A Democratic senator who lied about his military service for decades is now calling on his colleagues to thoroughly vet the background of President Donald Trump's Supreme Court nominee.
Sen. Richard Blumenthal (D., Conn.), a member of the Senate committee that handles legal confirmation hearings, said that Appellate Court Judge Neil Gorsuch will face tough questions about his background. He said the Colorado-based judge will have "every aspect of his background" investigated by Democratic committee members before his nomination to the nation's highest court moves forward.
"It is important that every aspect of his background be critically and closely scrutinized," Blumenthal told the Wall Street Journal.
Blumenthal singled out a report in the Journal that questioned whether Gorsuch participated in pro-bono legal programs while attending Harvard Law School. The newspaper spoke to six of his contemporaries who did not recall Gorsuch providing free legal services to inmates or the poor as a student. The report failed to note that five of the six sources had donated thousands of dollars to liberal candidates and causes.
Blumenthal said he expected the report to play a role in confirmation hearings.
"This issue goes to credibility and qualifications," Blumenthal said.
Blumenthal's own credibility has been called into question since he entered public life. When Blumenthal first ran for the Senate in 2010, the New York Times revealed that he had lied for years about fighting in the Vietnam War. Blumenthal repeatedly touted his supposed combat experience in speeches to veterans groups and civic organizations, saying he had "served in Vietnam."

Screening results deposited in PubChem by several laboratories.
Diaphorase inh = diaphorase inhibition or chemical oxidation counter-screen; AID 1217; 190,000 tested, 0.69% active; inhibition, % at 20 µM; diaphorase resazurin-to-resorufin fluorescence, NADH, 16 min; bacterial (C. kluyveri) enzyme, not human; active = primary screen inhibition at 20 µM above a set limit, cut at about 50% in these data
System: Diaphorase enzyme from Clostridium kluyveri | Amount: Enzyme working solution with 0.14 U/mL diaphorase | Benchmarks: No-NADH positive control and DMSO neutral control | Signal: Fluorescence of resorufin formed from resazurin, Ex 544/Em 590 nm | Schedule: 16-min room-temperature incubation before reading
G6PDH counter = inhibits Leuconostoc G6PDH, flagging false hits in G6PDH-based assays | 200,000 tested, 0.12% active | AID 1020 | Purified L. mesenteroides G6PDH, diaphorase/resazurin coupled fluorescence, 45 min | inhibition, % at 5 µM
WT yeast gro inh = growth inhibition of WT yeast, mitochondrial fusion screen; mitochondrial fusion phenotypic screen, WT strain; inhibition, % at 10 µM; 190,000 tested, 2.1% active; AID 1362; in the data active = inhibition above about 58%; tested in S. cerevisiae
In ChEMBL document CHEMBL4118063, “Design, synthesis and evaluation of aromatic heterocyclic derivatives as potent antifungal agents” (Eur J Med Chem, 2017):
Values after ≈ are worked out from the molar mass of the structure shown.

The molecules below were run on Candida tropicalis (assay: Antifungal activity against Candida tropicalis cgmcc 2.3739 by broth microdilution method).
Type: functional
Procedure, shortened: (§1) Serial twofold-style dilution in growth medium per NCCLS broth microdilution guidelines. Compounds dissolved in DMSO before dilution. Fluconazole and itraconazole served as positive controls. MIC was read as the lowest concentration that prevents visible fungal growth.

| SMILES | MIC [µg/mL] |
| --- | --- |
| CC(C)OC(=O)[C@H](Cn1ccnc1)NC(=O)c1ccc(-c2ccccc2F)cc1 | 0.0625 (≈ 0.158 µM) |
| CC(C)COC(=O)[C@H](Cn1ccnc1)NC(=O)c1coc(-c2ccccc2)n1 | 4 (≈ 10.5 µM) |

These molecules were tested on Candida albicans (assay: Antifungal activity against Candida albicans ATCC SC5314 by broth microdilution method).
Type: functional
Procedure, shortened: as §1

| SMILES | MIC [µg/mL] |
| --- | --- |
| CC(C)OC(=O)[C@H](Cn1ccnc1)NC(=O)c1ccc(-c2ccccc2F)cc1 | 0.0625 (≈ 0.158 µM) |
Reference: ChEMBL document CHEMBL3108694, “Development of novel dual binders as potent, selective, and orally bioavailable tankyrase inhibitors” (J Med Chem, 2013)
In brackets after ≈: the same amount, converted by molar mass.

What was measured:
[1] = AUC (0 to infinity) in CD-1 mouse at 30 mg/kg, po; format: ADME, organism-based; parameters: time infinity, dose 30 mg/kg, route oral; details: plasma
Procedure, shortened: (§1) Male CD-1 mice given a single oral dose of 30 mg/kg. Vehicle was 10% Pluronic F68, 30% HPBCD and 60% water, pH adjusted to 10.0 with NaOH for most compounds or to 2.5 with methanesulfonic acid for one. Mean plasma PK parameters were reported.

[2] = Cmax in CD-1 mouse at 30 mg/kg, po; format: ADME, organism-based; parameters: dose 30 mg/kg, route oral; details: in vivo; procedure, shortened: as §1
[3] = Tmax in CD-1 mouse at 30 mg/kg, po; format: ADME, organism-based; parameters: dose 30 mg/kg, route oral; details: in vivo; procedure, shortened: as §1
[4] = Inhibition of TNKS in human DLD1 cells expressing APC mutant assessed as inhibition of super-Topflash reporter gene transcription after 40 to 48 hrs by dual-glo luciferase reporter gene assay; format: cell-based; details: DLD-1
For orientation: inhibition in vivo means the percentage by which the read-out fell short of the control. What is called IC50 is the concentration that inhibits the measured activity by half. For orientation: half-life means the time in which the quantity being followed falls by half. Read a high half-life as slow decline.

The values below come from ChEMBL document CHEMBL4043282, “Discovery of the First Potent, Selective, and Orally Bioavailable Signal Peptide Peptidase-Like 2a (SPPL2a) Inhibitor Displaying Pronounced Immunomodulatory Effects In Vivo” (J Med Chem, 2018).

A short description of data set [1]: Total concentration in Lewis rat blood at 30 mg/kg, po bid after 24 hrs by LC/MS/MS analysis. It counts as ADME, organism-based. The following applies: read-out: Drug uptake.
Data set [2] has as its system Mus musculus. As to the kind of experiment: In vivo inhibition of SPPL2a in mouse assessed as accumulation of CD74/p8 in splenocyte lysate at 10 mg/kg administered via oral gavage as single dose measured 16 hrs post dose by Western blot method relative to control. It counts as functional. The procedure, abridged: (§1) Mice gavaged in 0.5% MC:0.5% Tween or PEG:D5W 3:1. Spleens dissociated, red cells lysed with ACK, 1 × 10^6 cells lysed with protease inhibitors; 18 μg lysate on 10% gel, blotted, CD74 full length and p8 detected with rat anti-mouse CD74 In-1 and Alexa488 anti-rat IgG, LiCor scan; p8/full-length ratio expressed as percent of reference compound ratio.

However, a review of his military records revealed that he procured five deferments from the military before joining the Marine Reserve. During the war he traveled as far west as Washington, where he helped the Toys for Tots program, but never saw actual combat.
"What is striking about Mr. Blumenthal's record is the contrast between the many steps he took that allowed him to avoid Vietnam, and the misleading way he often speaks about that period of his life now, especially when he is speaking at veterans' ceremonies or other patriotic events," the Times reported.
Blumenthal claimed to have misspoken, though that did not explain his failure to correct the record when numerous media reports and profiles described him as a Vietnam veteran.
Blumenthal's office did not return requests for comment.
If confirmed, Judge Gorsuch would fill the vacancy left by Justice Antonin Scalia's sudden death in February 2016. Already a majority of Democrats have vowed to filibuster the nominee in retribution for Republicans' refusal to hold hearings for D.C. Appellate Judge Merrick Garland, Obama's nominee to replace Scalia.
Blumenthal was one of six senators scheduled to meet Gorsuch on Wednesday and is one of just nine Democrats to intimate that he supported giving Gorsuch an up or down vote. Republicans hold a 52-48 majority in the Senate. Nine Democratic votes would give Republicans enough support to hold a vote without changing Senate rules, which require a 60-vote majority to break a filibuster.